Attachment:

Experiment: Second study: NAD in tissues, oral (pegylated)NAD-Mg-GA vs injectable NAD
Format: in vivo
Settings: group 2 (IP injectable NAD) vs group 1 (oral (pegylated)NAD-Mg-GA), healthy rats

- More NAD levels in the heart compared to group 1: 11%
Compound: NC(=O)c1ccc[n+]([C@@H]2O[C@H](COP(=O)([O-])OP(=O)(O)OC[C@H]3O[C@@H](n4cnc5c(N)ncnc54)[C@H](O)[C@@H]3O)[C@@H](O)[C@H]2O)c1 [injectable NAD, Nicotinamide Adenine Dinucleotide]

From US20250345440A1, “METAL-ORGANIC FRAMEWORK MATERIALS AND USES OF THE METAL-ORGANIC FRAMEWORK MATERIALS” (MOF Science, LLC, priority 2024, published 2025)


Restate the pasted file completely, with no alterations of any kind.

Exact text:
Experiment: Second study: NAD in tissues, oral (pegylated)NAD-Mg-GA vs injectable NAD
Format: in vivo
Settings: group 2 (IP injectable NAD) vs group 1 (oral (pegylated)NAD-Mg-GA), healthy rats

- More NAD levels in the heart compared to group 1: 11%
Compound: NC(=O)c1ccc[n+]([C@@H]2O[C@H](COP(=O)([O-])OP(=O)(O)OC[C@H]3O[C@@H](n4cnc5c(N)ncnc54)[C@H](O)[C@@H]3O)[C@@H](O)[C@H]2O)c1 [injectable NAD, Nicotinamide Adenine Dinucleotide]

From US20250345440A1, “METAL-ORGANIC FRAMEWORK MATERIALS AND USES OF THE METAL-ORGANIC FRAMEWORK MATERIALS” (MOF Science, LLC, priority 2024, published 2025)